Employers will have to pay the full cost for almost all personal safety equipment used by their workers, the Labor Department said Wednesday, a move advocates say will prevents thousands of on-the-job injuries.
The Occupational Safety and Health Administration rule, proposed in 1999 but never adopted in final form until now, would require employers to pay for personal protective equipment, or PPE, like protective clothing and other gear.
The rule takes effect in six months.
"When employers pay for PPE, they are more likely to select the right PPE for the hazards present in their workplaces," said Edwin G. Foulke Jr., assistant labor secretary for occupational safety and health. "When employers pay for PPE, we have found that they also make sure that the equipment is maintained and replaced as necessary, and generally take more responsibility for PPE selection and use."
Employers already pay for approximately 95 percent of the cost of personal protective equipment, Foulke said. Paying the rest will cost $85 million, he said.
OSHA estimated that the rule will result in at least 21,000 fewer occupational injuries per year, he said. It will also save more than $200 million per year in costs including medical and insurance bills, he said.
Employers will not have to pay for ordinary safety-toed footwear, ordinary prescription safety eyewear, logging boots, and ordinary clothing and weather-related gear that can be worn off the job, the agency said.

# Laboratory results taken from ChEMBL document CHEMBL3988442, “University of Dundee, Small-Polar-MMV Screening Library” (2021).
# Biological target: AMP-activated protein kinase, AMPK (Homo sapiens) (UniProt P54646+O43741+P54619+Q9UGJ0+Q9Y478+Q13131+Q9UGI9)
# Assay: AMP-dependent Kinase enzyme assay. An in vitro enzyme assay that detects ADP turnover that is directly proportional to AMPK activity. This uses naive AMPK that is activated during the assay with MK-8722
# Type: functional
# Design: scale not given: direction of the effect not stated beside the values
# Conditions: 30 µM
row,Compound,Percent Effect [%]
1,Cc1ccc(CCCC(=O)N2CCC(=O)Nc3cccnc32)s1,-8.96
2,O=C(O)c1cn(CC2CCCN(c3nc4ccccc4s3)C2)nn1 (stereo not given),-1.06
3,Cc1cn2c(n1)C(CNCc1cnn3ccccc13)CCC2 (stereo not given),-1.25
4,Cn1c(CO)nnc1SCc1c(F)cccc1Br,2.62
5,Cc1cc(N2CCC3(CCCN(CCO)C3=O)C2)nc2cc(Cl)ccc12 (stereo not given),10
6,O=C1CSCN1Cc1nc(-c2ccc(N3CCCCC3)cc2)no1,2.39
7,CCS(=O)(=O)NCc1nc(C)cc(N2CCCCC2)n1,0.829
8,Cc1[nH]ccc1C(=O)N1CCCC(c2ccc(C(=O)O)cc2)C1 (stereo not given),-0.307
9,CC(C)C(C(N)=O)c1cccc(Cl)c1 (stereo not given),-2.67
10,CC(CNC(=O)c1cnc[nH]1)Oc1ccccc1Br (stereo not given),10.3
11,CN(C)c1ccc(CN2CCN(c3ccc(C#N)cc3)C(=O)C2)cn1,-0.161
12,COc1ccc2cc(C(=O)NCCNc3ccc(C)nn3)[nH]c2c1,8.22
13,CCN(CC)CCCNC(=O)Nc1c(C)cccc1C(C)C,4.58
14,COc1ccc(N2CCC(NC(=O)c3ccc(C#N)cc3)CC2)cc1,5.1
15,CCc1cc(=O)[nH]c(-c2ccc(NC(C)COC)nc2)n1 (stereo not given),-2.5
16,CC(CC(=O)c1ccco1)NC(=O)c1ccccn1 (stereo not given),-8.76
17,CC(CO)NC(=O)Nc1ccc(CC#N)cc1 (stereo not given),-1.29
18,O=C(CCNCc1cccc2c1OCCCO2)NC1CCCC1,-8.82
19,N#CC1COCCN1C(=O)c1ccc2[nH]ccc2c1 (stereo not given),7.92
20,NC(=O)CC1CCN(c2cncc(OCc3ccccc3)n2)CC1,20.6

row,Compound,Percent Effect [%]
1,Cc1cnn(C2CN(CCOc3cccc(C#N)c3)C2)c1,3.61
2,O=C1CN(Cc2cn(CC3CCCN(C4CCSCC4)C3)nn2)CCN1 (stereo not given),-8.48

The AFL-CIO and the United Food and Commercial Workers sued in January to force OSHA to adopt the rule, claiming the Bush administration's failure to act on the OSHA proposal was endangering workers.
The litigation set a Nov. 30 deadline for final action by OSHA.
The labor groups' lawsuit said workers in some of the country's industries such as meatpacking, poultry and construction are vulnerable to being forced by their employers to pay for their own safety gear.
"It should have never taken the threat of a lawsuit and legislation to get the Department of Labor to take these simple steps to protect workers from everyday jobsite hazards and prevent thousands of workplace injuries each year," said Rep. George Miller, D-Calif., the chairman of the House Education and Labor Committee.
The Bureau of Labor Statistics reported more than 4 million worker injuries and more than 5,700 deaths in the private sector in 2006.
"America's working men and women deserve the proper equipment to keep them safe on the job, each and every day, and we will thoroughly review this rule to make sure it protects them," AFL-CIO President John Sweeney said.